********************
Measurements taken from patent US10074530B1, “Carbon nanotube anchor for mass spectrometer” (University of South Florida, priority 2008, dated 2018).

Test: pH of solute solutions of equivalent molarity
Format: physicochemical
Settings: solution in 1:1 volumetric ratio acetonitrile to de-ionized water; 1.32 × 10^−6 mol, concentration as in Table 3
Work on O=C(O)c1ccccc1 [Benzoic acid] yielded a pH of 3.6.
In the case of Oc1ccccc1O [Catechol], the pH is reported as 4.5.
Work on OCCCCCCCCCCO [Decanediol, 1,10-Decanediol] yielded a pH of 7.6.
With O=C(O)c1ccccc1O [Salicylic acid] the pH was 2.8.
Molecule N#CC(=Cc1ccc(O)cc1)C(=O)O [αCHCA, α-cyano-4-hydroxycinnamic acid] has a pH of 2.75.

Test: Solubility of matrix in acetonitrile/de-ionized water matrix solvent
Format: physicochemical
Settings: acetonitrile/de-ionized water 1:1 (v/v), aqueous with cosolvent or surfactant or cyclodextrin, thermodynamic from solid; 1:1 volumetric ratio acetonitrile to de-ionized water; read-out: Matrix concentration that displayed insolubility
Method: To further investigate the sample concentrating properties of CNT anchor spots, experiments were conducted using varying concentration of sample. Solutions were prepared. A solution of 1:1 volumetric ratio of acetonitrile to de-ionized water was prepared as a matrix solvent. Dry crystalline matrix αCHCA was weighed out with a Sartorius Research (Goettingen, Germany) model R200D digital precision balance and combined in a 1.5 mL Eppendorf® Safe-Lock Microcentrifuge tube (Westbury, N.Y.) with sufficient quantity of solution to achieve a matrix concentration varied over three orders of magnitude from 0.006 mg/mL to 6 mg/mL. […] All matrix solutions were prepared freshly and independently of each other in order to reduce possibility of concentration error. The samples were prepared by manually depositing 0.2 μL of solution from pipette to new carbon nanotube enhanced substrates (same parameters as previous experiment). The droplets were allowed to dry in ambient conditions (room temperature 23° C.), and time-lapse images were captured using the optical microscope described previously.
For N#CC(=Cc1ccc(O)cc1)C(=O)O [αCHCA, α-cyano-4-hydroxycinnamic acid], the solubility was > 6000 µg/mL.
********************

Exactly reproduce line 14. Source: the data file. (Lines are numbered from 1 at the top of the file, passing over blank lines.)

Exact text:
For N#CC(=Cc1ccc(O)cc1)C(=O)O [αCHCA, α-cyano-4-hydroxycinnamic acid], the solubility was > 6000 µg/mL.